Sowing the Seeds of Knowledge at Cedar Circle Farm and Education Center
In 2000, the Azadoutioun Foundation of Cambridge, Massachusetts, purchased the Cedar Circle Farm and Education Center in Vermont. Over the next three years, Cedar Circle Farm became certified organic and now serves as a community-supported example of sustainability. It is located in East Thetford on 40 acres of conserved land, which overlooks the Connecticut River.
The owners hired Will Allen and Kate Duesterberg as the farm’s principle managers. The two are responsible for the daily workings of the farm’s business and the development and implementation of its innovative educational programming. They strive to offer a variety of farm-centered educational opportunities to area schools, visitors and the community.
The farm grows an array of vegetables, small fruits, legumes, oil seed and grain crops, as well as annual and perennial flowers. These products are sold at their farm stand, farmers markets, wholesale accounts and through a community-supported agriculture (CSA) harvest subscription program. The goal is to have the agricultural center be a model of the best organic farming practices.
Every growing season people are hired to work in the fields, six greenhouses, five hoop houses, farm stand, bakery and kitchen. Crewmembers are part of the educational program, helping out with school tours and activities, as well as at festivals and “Dinners in the Field.” These hardworking people believe that good food should not be for a select few, but accessible to all.
Cedar Circle Farm is home to a licensed commercial kitchen, which is run by chef and manager Alison Baker. For her, food is something we all connect to—and good food is something we all deserve. It shouldn’t be a luxury. The chef often has the feeling that she is returning to people something vital and good that’s always been theirs, and so kindling in them a desire for more.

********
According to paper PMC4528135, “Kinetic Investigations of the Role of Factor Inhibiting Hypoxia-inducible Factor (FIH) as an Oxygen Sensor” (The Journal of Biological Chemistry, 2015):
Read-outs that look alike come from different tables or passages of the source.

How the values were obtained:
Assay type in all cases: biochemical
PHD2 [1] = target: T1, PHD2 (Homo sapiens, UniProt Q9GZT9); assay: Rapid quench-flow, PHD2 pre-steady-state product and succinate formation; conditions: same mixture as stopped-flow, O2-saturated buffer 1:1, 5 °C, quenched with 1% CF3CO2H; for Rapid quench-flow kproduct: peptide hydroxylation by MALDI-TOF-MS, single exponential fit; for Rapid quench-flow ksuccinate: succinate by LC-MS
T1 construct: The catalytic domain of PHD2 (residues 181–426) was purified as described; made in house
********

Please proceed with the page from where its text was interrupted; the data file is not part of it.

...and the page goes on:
Baker prides herself on using great ingredients that need very little preparation. “Excellence is a few balanced, perfect flavors in combination with one another to bring out a single ingredient’s essence,” she says. For her, sometimes it’s finding those ingredients in an unexpected place, like a dessert, that makes you appreciate them while at the same time you feel like you’re meeting an old friend.
She also aims to keep nutrition in mind, never sacrificing the healthsupportive properties of a food through how she prepares it but instead trying to enhance them.
As a chef, she values diversity of flavor and appreciates that farms are bringing back the older varieties of heritage breeds, such as spelt. Baker approaches cooking respectful of the wisdom of tradition, but is also open to inspiration and reinvention. The kitchen uses the farm’s products whenever possible to create pickles, preserves and baked goods for their cozy Hello Café. They also use their events to bring local producers and chefs together.
Cedar Circle Farm’s field dinners and tastings feature fresh, seasonal fare inspired by the farm’s harvest and other local producers. Baker uses her culinary expertise to offer guests a variety of locally grown delights, which are served outdoors, on the banks of the beautiful Connecticut River. Tables are elegantly set with linens, china and silverware. If the weather is rainy, the festivities are celebrated under a protective tent. This is a very popular event and usually sells out well in advance.
Twice a year the farm hosts large community festivals, a strawberry feast on the last Sunday in June and a pumpkin festival on the Sunday of Columbus Day weekend. The festivals are green events: If visitors arrive on foot or by bicycle, admission is free.
The farm’s annual Tomato Tasting by the River showcases beautiful heirloom tomatoes. Guests are able to sample a colorful rainbow of freshly picked tomatoes in the raw while the farm kitchen creatively prepares an assortment of tomato dishes. Each year the menu varies. The farm’s educational component offers tours of Cedar Circle’s buildings and fields to students from all over the Upper Valley of Vermont and New Hampshire. Students have the opportunity to participate in many activities, including an Insect Safari, visiting the greenhouses and fields to see plants in all stages of development, or planting a seed and learning how to care for it before taking their seedling home.